First, neither Russia nor Ukraine represents a significant amount of the world’s economic output. In fact, they account for only 1.5% of the world’s total GDP (total amount of goods and services produced). However, Russia is the second largest oil exporter in the world and the largest natural gas exporter. In response to Russia’s invasion, many countries have put sanctions on Russia including Germany, halting approval of their Nord Stream 2 pipeline that would allow for more gas to flow from Russia to other parts of Europe. Concerns over additional sanctions, which would likely further reduce the supply of oil/gas, have caused prices to run up. As the price of oil increases, the amount of oil rigs is also expected to increase which should cause prices to moderate over time.
Rising oil and gas prices leads to higher input costs for most companies which means less profit for shareholders. Less profit means lower share prices so we are seeing the stock market adjust for those higher costs. In addition, the more we all pay for oil reduces the amount we can use to consume other products and services which leads to lower growth in the economy.
The biggest unknown is how this situation will unfold. If it is limited to Russia and Ukraine, we don’t expect the economic damage to be dramatic and long lasting for U.S. investors. However, we don’t know how other countries will react and what their involvement will mean.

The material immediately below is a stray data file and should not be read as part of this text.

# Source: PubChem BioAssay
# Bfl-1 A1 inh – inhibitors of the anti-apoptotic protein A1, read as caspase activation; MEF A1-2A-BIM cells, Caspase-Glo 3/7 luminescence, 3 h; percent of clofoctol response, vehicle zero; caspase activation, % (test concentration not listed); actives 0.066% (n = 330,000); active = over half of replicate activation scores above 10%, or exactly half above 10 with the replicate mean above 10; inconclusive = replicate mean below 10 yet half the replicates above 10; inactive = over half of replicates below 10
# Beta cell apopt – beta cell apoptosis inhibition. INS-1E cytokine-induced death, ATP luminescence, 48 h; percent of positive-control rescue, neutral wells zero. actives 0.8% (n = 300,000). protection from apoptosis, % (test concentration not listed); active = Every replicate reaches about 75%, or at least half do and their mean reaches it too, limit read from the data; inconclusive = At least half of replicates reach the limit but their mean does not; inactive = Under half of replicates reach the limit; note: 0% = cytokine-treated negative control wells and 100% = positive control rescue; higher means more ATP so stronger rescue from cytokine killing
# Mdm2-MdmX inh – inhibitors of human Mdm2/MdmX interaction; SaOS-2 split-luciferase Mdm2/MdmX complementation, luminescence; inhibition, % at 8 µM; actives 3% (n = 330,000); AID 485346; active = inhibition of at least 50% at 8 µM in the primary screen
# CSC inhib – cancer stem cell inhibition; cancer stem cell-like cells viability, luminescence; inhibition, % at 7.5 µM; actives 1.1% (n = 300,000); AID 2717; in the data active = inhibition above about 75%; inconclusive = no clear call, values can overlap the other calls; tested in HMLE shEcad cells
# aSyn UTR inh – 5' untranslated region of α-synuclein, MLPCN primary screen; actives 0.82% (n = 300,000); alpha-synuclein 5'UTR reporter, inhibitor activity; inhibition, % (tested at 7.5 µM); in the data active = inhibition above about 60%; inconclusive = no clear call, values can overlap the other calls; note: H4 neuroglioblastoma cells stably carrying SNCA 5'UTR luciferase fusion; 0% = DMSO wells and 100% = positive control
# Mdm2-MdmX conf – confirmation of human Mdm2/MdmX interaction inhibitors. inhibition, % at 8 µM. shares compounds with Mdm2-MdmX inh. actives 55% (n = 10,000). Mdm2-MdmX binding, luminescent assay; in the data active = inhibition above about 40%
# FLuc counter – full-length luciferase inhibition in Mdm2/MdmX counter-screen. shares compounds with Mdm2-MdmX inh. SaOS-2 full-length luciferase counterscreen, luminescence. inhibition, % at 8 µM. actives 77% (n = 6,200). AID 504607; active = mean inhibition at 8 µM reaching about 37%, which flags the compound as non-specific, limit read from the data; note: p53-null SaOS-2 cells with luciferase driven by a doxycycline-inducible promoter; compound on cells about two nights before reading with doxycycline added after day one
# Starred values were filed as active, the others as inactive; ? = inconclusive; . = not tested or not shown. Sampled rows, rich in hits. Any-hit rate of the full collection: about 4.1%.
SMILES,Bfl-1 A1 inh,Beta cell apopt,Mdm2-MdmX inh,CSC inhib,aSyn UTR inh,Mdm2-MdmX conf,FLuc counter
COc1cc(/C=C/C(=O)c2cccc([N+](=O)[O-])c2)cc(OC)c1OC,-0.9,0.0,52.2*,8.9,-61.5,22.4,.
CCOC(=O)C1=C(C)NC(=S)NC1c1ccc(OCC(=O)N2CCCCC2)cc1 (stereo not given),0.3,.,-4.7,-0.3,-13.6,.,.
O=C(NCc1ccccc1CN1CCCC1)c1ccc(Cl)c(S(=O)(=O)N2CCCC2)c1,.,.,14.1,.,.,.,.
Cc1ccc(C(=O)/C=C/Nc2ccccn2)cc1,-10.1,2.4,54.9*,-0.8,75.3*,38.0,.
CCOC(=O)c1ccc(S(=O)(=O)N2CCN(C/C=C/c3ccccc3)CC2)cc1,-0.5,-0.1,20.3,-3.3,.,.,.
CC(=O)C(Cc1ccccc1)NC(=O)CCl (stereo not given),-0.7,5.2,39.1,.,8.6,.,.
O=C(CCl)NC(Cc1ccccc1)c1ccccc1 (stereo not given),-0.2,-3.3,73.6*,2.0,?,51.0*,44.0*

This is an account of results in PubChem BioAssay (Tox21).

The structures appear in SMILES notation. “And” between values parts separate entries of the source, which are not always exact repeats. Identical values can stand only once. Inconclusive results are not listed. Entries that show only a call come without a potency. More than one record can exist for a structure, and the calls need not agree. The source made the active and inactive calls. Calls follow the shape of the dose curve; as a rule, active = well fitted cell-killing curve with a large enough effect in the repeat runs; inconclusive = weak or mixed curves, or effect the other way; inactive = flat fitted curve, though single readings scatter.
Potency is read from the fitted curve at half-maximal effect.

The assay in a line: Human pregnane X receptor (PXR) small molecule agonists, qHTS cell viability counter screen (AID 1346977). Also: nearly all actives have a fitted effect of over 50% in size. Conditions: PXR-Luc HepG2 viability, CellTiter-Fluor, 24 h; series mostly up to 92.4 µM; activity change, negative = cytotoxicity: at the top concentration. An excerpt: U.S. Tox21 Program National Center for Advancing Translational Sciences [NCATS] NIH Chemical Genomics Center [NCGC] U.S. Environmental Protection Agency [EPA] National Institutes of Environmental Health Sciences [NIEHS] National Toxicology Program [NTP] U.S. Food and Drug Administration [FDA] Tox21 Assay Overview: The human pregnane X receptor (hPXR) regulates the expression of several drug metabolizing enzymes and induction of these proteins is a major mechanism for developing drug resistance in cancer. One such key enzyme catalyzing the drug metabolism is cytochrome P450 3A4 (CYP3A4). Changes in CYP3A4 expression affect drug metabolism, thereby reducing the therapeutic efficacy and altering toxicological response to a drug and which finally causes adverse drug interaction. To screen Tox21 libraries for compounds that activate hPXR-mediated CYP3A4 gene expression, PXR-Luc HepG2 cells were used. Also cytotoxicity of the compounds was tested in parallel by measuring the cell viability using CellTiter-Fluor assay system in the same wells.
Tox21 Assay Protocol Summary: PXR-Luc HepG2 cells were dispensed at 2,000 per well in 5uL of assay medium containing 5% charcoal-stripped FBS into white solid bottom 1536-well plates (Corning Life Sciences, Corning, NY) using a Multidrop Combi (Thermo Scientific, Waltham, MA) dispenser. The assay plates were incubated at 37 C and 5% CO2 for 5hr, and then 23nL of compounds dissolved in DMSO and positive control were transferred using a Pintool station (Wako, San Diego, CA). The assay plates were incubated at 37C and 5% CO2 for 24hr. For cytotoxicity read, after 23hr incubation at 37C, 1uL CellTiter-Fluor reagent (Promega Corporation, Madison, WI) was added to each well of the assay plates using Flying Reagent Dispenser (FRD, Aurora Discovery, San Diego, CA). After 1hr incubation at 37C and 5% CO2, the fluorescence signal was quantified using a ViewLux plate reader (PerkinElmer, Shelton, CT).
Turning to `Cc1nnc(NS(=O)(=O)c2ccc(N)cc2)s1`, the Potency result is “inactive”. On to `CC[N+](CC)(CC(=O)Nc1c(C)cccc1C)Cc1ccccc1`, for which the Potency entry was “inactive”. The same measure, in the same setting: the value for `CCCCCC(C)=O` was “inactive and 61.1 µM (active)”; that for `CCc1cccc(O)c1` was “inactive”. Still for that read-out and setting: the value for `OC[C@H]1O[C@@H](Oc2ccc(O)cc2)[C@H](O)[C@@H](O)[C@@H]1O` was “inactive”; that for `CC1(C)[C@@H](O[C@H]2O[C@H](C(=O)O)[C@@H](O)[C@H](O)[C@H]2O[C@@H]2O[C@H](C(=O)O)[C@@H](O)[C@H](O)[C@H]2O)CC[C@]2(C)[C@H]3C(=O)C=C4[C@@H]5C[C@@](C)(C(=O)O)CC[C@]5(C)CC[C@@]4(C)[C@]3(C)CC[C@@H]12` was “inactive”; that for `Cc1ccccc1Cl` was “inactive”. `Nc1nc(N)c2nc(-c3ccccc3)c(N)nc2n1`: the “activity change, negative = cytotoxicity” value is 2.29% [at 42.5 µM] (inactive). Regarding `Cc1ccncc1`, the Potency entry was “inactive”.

We do expect to see a high amount of fluctuation in stock prices as investors try and digest news as it comes out. So far, we have seen bonds and gold hold up well which is what we would expect in this environment. Stocks will be volatile until we get a clear picture of where we are headed. We have seen situations like this before. Most of the time they are short term in nature, but there is the potential that markets could remain unstable for a while. The chart below summarizes the size of market declines from recent geopolitical events. On average, the S&P 500 is down 6.5% and the duration of down markets is 137 days.
Recently, it has been popular to "buy the dip" when asset prices fall as they have recovered fairly quickly given the high amount of cash on the sidelines. This time, patience may pay off as we are dealing with various issues all at once (end of the pandemic, Fed raising interest rates to battle inflation, and now war).
If you’d like to discuss your personal investments please don’t hesitate to reach out.